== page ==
New York governor plans corruption crackdown

By Agence France-Presse
Tuesday, April 9, 2013 18:35 EDT
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New York Governor Andrew Cuomo (R), pictured last month, asked the US federal government for $30 billion in aid Monday to help his state recover from Superstorm Sandy.  File photo via AFP.
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The governor of New York on Tuesday proposed new legal powers to tackle corrupt politicians, following the announcement last week of bribery charges against lawmakers in the US state.

Governor Andrew Cuomo said the crackdown would raise public corruption crimes above regular white collar crimes.

It comes the week after state lawmakers were ensnared in two separate federal probes, including a state senator accused of trying to bribe his way onto the Republican ballot for New York City’s upcoming mayoral vote.

Cuomo’s proposed new laws would expand definitions of public corruption, toughen jail sentences for people misusing public funds.

They would also bar anyone convicted of such crimes from holding elected or civil office or receiving state funding or contracts of any kind.

The new class of crimes would include bribing a pubic servant, corrupting the government and failing to report a bribe.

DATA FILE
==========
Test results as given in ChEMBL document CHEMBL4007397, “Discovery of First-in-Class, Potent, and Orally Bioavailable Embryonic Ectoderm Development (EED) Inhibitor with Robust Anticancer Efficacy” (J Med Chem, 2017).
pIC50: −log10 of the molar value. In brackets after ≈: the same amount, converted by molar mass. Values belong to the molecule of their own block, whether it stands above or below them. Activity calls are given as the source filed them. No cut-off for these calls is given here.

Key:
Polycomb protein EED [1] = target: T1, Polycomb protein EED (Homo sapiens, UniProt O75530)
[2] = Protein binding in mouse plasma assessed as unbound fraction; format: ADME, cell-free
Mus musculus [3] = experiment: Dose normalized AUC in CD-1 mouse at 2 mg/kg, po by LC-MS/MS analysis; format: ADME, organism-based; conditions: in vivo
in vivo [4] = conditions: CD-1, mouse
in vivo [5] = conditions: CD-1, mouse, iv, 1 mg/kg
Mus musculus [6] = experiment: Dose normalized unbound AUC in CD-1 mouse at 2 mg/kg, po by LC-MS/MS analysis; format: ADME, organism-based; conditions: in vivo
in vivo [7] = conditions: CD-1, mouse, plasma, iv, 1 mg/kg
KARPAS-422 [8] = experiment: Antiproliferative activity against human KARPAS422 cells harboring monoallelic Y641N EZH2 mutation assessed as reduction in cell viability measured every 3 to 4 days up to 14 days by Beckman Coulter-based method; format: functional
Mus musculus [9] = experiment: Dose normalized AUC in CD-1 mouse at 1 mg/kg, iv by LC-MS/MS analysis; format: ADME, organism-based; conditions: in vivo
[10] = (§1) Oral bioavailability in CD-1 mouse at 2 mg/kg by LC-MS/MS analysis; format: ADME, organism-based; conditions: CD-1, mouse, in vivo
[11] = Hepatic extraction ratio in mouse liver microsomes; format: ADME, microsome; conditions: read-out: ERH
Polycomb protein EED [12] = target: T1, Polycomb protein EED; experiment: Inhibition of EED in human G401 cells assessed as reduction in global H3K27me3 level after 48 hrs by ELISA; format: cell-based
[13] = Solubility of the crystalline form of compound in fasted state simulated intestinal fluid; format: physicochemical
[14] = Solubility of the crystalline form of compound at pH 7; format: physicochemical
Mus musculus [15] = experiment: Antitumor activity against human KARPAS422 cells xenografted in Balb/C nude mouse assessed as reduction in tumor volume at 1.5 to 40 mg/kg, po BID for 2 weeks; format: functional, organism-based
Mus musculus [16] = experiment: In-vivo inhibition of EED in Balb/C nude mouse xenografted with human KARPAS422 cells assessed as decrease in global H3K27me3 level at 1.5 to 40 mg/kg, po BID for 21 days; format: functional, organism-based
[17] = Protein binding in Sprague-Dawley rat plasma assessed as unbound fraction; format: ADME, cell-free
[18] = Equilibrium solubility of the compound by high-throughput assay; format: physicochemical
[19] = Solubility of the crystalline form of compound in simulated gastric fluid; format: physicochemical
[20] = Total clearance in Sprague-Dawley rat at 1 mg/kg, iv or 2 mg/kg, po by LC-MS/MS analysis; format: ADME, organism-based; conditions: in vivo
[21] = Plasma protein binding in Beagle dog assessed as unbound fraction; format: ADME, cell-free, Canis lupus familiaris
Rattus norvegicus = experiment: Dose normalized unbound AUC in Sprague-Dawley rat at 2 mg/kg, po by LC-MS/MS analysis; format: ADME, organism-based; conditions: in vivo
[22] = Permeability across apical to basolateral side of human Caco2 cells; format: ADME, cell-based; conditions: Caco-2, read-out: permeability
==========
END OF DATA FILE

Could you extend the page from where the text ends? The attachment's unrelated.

“Preventing public corruption is essential to ensuring that government works and can effectively keep the public’s trust,” Cuomo said.

“When they (public servants) break the law, they also break the public trust that the people have placed in government,” he said.

“This legislation will continue our work to restore public trust by giving every district attorney in our state the tools they need to root out and punish all forms of public corruption at every level of government.”

Manhattan District Attorney Cyrus Vance supported a toughening of the rules.

“It’s time for our laws to catch up with reality,” he said.

“Just as the public needs confidence in the fairness of our criminal justice system, we also need to have faith that the men and women entrusted to do the public’s work are doing so honestly.”

Agence France-Presse
Agence France-Presse
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